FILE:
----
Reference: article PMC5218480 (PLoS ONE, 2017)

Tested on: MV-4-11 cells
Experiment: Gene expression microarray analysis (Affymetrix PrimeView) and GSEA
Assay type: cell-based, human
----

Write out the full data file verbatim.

Reference: article PMC5218480 (PLoS ONE, 2017)

Tested on: MV-4-11 cells
Experiment: Gene expression microarray analysis (Affymetrix PrimeView) and GSEA
Assay type: cell-based, human